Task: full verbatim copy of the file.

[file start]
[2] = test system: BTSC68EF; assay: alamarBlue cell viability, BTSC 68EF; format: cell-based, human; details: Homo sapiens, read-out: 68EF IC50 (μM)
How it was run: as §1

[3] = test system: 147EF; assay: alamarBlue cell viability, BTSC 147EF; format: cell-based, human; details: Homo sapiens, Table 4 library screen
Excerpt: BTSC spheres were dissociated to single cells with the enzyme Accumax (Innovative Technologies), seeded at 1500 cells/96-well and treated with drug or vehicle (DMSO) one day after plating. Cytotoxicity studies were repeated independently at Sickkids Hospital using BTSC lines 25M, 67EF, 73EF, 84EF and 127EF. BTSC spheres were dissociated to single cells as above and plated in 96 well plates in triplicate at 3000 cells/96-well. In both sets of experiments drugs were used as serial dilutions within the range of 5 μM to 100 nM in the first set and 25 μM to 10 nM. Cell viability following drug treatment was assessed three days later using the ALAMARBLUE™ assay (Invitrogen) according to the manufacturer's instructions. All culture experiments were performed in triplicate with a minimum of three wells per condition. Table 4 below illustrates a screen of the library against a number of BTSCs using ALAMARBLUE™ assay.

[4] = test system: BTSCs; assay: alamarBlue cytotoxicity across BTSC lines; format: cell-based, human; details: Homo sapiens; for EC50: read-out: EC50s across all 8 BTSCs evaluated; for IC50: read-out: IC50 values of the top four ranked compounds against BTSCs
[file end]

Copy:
[2] = test system: BTSC68EF; assay: alamarBlue cell viability, BTSC 68EF; format: cell-based, human; details: Homo sapiens, read-out: 68EF IC50 (μM)
How it was run: as §1

[3] = test system: 147EF; assay: alamarBlue cell viability, BTSC 147EF; format: cell-based, human; details: Homo sapiens, Table 4 library screen
Excerpt: BTSC spheres were dissociated to single cells with the enzyme Accumax (Innovative Technologies), seeded at 1500 cells/96-well and treated with drug or vehicle (DMSO) one day after plating. Cytotoxicity studies were repeated independently at Sickkids Hospital using BTSC lines 25M, 67EF, 73EF, 84EF and 127EF. BTSC spheres were dissociated to single cells as above and plated in 96 well plates in triplicate at 3000 cells/96-well. In both sets of experiments drugs were used as serial dilutions within the range of 5 μM to 100 nM in the first set and 25 μM to 10 nM. Cell viability following drug treatment was assessed three days later using the ALAMARBLUE™ assay (Invitrogen) according to the manufacturer's instructions. All culture experiments were performed in triplicate with a minimum of three wells per condition. Table 4 below illustrates a screen of the library against a number of BTSCs using ALAMARBLUE™ assay.

[4] = test system: BTSCs; assay: alamarBlue cytotoxicity across BTSC lines; format: cell-based, human; details: Homo sapiens; for EC50: read-out: EC50s across all 8 BTSCs evaluated; for IC50: read-out: IC50 values of the top four ranked compounds against BTSCs